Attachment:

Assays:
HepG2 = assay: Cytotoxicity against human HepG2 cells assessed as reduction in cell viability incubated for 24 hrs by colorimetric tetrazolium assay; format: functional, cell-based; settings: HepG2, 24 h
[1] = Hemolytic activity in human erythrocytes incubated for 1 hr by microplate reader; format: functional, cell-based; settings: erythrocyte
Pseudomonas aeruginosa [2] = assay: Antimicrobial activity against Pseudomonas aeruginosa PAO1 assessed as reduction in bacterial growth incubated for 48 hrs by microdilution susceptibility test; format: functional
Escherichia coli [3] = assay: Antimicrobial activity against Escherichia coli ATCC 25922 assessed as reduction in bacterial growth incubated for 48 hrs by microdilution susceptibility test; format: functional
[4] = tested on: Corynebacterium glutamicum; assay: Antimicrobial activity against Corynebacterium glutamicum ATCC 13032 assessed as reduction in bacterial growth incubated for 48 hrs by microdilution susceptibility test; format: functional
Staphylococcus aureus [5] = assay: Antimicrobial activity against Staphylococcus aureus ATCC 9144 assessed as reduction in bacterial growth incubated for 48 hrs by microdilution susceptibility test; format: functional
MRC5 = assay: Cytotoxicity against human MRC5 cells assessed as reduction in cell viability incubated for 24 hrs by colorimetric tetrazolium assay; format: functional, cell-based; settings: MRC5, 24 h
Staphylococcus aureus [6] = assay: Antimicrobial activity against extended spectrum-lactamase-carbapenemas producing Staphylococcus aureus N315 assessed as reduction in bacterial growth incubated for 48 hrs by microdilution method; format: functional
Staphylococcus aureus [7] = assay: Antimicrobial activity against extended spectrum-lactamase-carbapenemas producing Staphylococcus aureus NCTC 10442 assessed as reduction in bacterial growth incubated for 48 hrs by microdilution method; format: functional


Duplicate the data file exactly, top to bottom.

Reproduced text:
Assays:
HepG2 = assay: Cytotoxicity against human HepG2 cells assessed as reduction in cell viability incubated for 24 hrs by colorimetric tetrazolium assay; format: functional, cell-based; settings: HepG2, 24 h
[1] = Hemolytic activity in human erythrocytes incubated for 1 hr by microplate reader; format: functional, cell-based; settings: erythrocyte
Pseudomonas aeruginosa [2] = assay: Antimicrobial activity against Pseudomonas aeruginosa PAO1 assessed as reduction in bacterial growth incubated for 48 hrs by microdilution susceptibility test; format: functional
Escherichia coli [3] = assay: Antimicrobial activity against Escherichia coli ATCC 25922 assessed as reduction in bacterial growth incubated for 48 hrs by microdilution susceptibility test; format: functional
[4] = tested on: Corynebacterium glutamicum; assay: Antimicrobial activity against Corynebacterium glutamicum ATCC 13032 assessed as reduction in bacterial growth incubated for 48 hrs by microdilution susceptibility test; format: functional
Staphylococcus aureus [5] = assay: Antimicrobial activity against Staphylococcus aureus ATCC 9144 assessed as reduction in bacterial growth incubated for 48 hrs by microdilution susceptibility test; format: functional
MRC5 = assay: Cytotoxicity against human MRC5 cells assessed as reduction in cell viability incubated for 24 hrs by colorimetric tetrazolium assay; format: functional, cell-based; settings: MRC5, 24 h
Staphylococcus aureus [6] = assay: Antimicrobial activity against extended spectrum-lactamase-carbapenemas producing Staphylococcus aureus N315 assessed as reduction in bacterial growth incubated for 48 hrs by microdilution method; format: functional
Staphylococcus aureus [7] = assay: Antimicrobial activity against extended spectrum-lactamase-carbapenemas producing Staphylococcus aureus NCTC 10442 assessed as reduction in bacterial growth incubated for 48 hrs by microdilution method; format: functional